In the neon-lit glory of the 1990s, the dawn of the internet era, I took my first steps into the world of entrepreneurship.
A period defined by the dot-com bubble, the era was rife with nascent technologies, untapped potential and a burgeoning belief that technology was an alchemical touch transforming everything into gold.
This was a time before LinkedIn, before Crunchbase, before we had the ability to simply Google anything we wished to know.
The pulse of the startup ecosystem thrived in industry events, the crisp pages of newspapers, and the burgeoning emergence of online blogs and magazines.
Embarking on my first entrepreneurial journey, where I aimed to build a fast-growing ecommerce startup, I threw myself into this buzzing world, becoming an enthusiastic participant in this whirlwind of activity.
I travelled, networked, read extensively, and absorbed every scrap of information I could lay my hands on. My days were a flurry of keynotes, panel discussions and hushed, hurried conversations about the latest trends in technology. I met people, bright minds who exuded innovation and creativity, people who introduced me to new concepts, challenged my preconceived notions and inspired me to effect change.
The constant hum of ideas, the ceaseless flow of inspiration was intoxicating. Yet, beneath this vibrant veneer of entrepreneurial life, I was slowly drifting off course.
The more I dug into this bustling world, the more I realised I was using these activities as a smokescreen, an excuse to evade the gritty, tough reality of startup life. The whirlwind of networking, the constant influx of new information, the seemingly endless possibilities – these became distractions that veiled my reluctance to confront the challenging aspects of my venture. Instead of propelling my startup towards key milestones, I was lost in a sea of distractions.
Reflecting on my own missteps and the lessons I’ve learned along the way, I am reminded of a Harvard Business Review piece from 2019 aptly titled, 10 Quick Tips for Avoiding Distractions at Work.
This piece offers valuable advice, particularly when contextualised in the startup realm:
Set clear goals and prioritise
As a first-time founder my entrepreneurial vision was clouded by a lack of precise objectives.
Critical milestones like product-market fit, favourable unit economics, and execution capacity were relegated to the backseat.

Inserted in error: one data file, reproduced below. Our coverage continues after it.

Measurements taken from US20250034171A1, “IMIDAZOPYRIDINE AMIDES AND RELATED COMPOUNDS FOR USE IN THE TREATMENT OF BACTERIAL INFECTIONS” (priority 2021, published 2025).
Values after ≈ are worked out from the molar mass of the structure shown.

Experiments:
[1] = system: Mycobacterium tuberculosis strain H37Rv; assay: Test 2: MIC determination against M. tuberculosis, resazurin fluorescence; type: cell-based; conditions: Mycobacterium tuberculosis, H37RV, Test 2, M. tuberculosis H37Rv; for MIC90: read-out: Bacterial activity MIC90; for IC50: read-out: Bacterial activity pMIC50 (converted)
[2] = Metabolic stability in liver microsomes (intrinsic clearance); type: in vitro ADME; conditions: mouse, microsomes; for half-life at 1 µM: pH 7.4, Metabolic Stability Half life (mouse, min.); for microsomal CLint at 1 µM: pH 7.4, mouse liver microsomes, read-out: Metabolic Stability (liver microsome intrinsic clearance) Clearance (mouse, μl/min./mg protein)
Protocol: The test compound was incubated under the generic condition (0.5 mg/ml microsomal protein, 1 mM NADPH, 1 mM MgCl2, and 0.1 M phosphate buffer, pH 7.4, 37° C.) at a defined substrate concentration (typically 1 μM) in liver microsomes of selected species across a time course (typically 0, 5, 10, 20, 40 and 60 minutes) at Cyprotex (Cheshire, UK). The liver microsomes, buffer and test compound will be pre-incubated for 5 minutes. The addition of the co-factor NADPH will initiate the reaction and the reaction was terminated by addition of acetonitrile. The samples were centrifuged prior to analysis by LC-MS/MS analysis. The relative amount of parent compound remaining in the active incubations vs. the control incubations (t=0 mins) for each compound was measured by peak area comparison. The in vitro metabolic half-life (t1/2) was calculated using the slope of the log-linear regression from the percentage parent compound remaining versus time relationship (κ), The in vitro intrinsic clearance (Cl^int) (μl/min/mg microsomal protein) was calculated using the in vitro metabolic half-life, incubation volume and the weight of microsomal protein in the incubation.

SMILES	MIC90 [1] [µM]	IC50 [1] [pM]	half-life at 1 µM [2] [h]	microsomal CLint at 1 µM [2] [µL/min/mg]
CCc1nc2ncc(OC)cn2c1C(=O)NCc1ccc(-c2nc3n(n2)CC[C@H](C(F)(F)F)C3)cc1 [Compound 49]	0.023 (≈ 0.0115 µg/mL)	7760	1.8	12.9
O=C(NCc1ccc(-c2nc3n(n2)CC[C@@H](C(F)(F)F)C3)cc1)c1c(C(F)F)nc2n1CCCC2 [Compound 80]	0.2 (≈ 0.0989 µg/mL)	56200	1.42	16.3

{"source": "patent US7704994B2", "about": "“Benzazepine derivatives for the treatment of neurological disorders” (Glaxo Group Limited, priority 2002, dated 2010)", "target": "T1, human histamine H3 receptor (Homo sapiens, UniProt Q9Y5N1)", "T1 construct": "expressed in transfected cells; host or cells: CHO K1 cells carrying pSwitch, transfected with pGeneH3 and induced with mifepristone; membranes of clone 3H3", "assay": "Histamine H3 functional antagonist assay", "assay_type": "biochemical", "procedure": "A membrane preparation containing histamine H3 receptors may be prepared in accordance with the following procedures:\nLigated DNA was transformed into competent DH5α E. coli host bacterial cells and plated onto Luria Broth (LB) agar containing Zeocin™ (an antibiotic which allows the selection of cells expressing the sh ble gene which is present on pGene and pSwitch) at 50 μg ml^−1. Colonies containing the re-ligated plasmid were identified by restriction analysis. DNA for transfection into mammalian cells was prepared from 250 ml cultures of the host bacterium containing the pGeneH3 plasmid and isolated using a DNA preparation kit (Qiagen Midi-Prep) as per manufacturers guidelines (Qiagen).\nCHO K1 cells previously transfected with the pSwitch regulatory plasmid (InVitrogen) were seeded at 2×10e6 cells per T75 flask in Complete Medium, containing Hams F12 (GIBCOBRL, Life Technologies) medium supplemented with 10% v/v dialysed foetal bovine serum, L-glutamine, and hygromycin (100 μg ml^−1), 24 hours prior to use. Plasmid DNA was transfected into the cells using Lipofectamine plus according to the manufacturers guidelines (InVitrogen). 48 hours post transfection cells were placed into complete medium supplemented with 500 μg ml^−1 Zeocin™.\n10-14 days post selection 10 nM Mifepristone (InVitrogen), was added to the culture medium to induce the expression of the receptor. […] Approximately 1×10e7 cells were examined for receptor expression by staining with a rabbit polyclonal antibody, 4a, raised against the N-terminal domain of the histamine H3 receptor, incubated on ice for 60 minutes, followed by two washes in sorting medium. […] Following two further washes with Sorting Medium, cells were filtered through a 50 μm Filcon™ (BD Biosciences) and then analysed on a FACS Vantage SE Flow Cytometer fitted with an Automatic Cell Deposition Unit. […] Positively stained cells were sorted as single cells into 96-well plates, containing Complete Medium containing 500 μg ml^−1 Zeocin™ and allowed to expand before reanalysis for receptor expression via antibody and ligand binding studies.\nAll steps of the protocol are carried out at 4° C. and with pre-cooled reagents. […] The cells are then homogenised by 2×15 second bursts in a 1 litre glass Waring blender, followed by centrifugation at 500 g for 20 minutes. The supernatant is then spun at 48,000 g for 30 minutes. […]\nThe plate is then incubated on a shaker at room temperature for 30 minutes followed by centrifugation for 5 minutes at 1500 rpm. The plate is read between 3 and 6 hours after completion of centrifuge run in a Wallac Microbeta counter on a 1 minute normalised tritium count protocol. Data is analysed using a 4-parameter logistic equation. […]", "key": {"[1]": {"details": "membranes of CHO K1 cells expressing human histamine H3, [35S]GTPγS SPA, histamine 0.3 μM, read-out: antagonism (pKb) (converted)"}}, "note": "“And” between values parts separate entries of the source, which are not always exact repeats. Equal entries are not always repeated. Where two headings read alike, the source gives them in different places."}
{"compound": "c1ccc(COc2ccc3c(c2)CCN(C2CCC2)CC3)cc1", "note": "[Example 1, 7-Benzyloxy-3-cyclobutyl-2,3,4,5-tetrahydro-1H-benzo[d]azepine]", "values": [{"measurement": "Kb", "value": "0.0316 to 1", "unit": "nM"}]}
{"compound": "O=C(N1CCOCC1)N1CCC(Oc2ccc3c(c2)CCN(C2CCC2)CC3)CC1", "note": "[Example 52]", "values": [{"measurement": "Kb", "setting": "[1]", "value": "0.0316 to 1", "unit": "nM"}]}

Decline unnecessary meetings
Looking back, I see the allure of the chance meeting with a tech legend, the potential investor encounter, the industry guru catch-up, was often just that – an allure.
These meetings seldom contributed to the actual progression of my startup and, more often than not, were distractions masquerading as opportunities.
Allocate time wisely
Time is the ultimate non-renewable resource, a truth I learned the hard way.
While I was squandering time at countless networking events, I could have dedicated blocks to product development, team coordination and a chosen few high-impact meetups.
Turn off push notifications
It’s easy to get caught in the maelstrom of never-ending news updates, emails and Slack messages.
By focusing on my startup’s needs above the relentless bombardment of the wider world’s commentary, I would have saved countless hours and immeasurable energy.
As I reflect upon my journey, I recognise my own detours and distractions. I was acutely aware of the broader economic environment and startup trends, but I let them dominate my daily itinerary. In the process, I allowed myself to become distanced from the more prosaic, yet fundamental, aspects of my venture.
Fast forward to the present, I now sit on the other side of the table as an investor. Armed with scar tissue, I find myself drawn to founders who possess the ability to wade through the startup world’s shiny distractions while maintaining a laser-sharp focus on their goals. The startup ecosystem’s glamour is fleeting, but the value created by hitting key milestones is perennial, casting long shadows of impact and success.
Today, I believe that a founder’s journey is not defined by the number of conferences attended or the breadth of articles read. Rather, it is characterised by the focused, relentless strides made towards reaching pivotal milestones.
As entrepreneurs, let’s appreciate the thrills and spills of the startup world, but remember to keep our eyes unerringly fixed on our unique venture and its impact on the world.
- Benjamin Chong is a partner at venture capital firm Right Click Capital, investors in bold and visionary tech founders.